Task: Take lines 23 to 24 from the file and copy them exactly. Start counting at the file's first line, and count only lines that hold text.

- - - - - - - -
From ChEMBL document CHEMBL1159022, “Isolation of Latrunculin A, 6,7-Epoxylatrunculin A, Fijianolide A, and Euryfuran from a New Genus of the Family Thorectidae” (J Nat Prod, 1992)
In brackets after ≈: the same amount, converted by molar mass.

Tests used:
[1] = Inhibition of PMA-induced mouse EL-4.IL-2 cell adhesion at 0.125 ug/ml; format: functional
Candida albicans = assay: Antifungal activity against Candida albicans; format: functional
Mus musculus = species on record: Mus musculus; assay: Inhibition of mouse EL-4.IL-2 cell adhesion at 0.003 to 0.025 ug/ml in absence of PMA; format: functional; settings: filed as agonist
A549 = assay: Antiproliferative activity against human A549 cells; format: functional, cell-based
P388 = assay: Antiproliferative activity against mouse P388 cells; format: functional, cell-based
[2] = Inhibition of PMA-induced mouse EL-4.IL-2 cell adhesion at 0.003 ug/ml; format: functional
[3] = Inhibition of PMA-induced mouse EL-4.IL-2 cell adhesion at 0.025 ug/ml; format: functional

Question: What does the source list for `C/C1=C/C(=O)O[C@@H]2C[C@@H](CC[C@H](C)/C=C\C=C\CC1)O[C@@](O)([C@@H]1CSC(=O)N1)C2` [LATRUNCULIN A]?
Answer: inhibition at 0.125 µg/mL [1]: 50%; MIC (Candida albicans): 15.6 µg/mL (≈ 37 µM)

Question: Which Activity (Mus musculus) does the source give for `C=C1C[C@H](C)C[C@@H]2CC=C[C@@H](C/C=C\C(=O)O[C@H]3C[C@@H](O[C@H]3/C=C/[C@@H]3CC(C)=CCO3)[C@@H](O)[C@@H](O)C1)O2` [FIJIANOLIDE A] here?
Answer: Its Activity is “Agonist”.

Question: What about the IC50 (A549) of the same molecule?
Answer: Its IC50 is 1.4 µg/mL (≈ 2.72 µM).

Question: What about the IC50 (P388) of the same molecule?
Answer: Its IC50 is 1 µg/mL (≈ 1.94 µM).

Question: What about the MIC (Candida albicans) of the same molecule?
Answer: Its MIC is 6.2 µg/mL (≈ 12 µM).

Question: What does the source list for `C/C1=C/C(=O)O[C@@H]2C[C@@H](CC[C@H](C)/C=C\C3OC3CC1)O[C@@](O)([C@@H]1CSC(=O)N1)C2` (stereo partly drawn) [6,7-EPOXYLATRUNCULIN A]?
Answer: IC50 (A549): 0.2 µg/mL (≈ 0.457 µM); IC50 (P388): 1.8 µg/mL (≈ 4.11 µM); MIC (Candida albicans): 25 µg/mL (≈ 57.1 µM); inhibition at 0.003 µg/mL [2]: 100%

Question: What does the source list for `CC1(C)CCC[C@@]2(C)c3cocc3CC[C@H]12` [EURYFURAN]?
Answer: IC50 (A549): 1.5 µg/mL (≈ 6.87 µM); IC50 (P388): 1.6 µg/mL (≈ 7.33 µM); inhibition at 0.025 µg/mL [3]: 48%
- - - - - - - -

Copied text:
Question: What does the source list for `CC1(C)CCC[C@@]2(C)c3cocc3CC[C@H]12` [EURYFURAN]?
Answer: IC50 (A549): 1.5 µg/mL (≈ 6.87 µM); IC50 (P388): 1.6 µg/mL (≈ 7.33 µM); inhibition at 0.025 µg/mL [3]: 48%